Researchers at the University of York have established a correlation between high intelligence and young people’s ability to do well in two popular video games.
According to research conducted at York’s Digital Creativity Labs (DC Labs), some action strategy video games can operate as IQ exams. The findings of the researchers were published today in the journal PLOS ONE.
The York researchers emphasize that the experiments do not influence whether or whether playing computer games makes young people smarter. They establish a link between intellect and skill in specific online strategy games.
The researchers looked at ‘Multiplayer Online Battle Arenas’ (MOBAs), which are action strategy games in which two opposing teams of five people compete against each other, as well as multiplayer ‘First Person Shooter’ games. Hundreds of millions of people play these types of games worldwide.
Two experiments were conducted by a team from York’s Psychology and Computer Science departments. The first looked at a group of people with a lot of expertise with the MOBA League of Legends, one of the most popular strategic video games on the planet, with millions of players every day.
In this study, the researchers discovered a link between performance in the strategic game League of Legends and performance on traditional paper-and-pencil IQ tests.
The second study looked at large datasets from four games: two MOBAs (League of Legends and Dota 2), as well as two “first-person shooters” (Destiny and Battlefield 3). First-person shooters (FPSs) are video games in which the player controls a character and shoots adversaries and other targets. The player sees the action through the eyes of the character they are holding.
In the second study, they discovered that performance in MOBAs and IQ behave similarly as players age in huge groups of thousands of players. However, there was no such effect in First Person Shooters, where performance dropped after the teens.
Intriguing to think about
According to the study, the association between skill in action strategy video games like League of Legends and Defense of the Ancients 2 (Dota 2) and a high IQ is similar to that of more traditional strategy games like chess.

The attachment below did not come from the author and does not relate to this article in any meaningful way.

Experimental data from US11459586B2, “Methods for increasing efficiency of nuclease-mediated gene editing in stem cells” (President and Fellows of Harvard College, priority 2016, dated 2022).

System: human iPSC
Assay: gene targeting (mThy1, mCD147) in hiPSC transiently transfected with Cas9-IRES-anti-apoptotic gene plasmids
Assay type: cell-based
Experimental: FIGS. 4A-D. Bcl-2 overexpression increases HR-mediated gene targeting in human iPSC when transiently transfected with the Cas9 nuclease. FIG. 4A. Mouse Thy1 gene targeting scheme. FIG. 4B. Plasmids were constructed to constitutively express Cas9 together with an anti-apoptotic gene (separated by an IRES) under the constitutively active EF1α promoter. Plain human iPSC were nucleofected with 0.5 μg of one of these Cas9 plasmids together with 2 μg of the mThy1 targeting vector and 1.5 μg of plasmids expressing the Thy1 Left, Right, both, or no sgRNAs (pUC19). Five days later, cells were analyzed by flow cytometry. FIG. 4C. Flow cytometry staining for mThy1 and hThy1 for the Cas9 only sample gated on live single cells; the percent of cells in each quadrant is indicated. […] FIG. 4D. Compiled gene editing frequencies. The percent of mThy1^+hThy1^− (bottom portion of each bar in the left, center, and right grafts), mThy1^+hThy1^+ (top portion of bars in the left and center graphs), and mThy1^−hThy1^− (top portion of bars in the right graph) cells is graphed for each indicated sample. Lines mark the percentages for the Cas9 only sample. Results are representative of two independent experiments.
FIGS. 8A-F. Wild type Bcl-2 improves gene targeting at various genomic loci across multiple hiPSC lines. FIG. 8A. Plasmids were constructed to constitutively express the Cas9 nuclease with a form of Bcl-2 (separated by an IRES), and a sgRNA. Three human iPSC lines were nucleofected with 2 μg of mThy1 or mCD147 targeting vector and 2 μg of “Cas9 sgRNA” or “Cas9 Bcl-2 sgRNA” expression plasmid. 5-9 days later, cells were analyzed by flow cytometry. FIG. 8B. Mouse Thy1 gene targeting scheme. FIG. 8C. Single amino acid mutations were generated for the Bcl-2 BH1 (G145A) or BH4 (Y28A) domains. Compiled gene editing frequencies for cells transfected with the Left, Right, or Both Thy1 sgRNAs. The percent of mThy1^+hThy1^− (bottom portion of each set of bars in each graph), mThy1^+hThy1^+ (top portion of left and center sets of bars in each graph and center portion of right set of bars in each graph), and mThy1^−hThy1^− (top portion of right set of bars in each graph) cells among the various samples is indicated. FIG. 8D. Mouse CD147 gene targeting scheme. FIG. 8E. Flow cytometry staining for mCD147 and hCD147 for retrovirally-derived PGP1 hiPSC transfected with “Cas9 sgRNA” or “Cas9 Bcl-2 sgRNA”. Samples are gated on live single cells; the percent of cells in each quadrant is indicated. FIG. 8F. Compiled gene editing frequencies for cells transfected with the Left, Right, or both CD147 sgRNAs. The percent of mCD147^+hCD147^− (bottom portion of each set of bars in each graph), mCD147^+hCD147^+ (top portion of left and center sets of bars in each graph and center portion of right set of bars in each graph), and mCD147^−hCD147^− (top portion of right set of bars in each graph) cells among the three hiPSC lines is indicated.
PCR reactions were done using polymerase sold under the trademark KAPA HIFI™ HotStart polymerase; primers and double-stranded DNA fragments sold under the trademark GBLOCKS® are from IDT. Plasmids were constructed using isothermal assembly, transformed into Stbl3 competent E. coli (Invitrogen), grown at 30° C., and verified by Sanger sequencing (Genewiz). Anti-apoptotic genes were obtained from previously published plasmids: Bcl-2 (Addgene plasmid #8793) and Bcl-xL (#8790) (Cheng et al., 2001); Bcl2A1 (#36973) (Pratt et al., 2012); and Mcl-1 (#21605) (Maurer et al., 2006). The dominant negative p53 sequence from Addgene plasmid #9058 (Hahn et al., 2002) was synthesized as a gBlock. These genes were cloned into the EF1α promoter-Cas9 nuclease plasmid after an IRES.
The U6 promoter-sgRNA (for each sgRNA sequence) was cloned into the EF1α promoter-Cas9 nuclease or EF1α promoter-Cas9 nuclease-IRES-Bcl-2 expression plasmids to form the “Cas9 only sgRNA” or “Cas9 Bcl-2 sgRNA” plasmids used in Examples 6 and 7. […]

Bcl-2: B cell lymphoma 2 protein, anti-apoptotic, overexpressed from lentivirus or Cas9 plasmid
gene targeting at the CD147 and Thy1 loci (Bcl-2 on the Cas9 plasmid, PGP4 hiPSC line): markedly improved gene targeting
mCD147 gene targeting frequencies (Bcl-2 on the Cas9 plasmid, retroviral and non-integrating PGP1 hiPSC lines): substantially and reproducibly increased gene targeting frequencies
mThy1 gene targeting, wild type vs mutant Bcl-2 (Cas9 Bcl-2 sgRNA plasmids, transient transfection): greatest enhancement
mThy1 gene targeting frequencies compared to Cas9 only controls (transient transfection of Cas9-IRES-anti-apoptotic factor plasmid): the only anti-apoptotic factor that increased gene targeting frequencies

“Games like League of Legends and DOTA 2 are complicated, socially interactive, and intellectually demanding,” stated corresponding author Professor Alex Wade of the University of York’s Department of Psychology and Digital Creativity Labs. According to our findings, your performance in these games can be used to assess your intellect.
“In the past, research has shown that those who excel at strategic games like chess tend to perform well on IQ exams. Our research has expanded this to include games that millions of people play daily worldwide.”
source of information
The discovery of this link between intellect and skill opens up a huge new data source. Games, for example, could be beneficial at a worldwide population level as ‘proxy’ tests of IQ in fields like ‘cognitive epidemiology,’ which studies the relationships between intelligence and health across time, and as a way of monitoring cognitive health across populations.
The study’s principal author is Athanasios Kokkinakis, a Ph.D. student at York’s EPSRC Centre for Intelligent Games and Game Intelligence (IGGI) research program.
“Unlike First Person Shooter (FPS) games, which place a premium on speed and target precision, Multiplayer Online Battle Arenas place a premium on memory and the capacity to make strategic judgments based on several criteria,” he explained.
“Perhaps it’s for these reasons that we discovered a substantial association between MOBA competence and IQ.”
“This cutting-edge research has the potential for major influence on the future of the games and creative industries – and on games as a tool for research in health and psychology,” said co-author Professor Peter Cowling, Director of DC Labs and the IGGI program at York.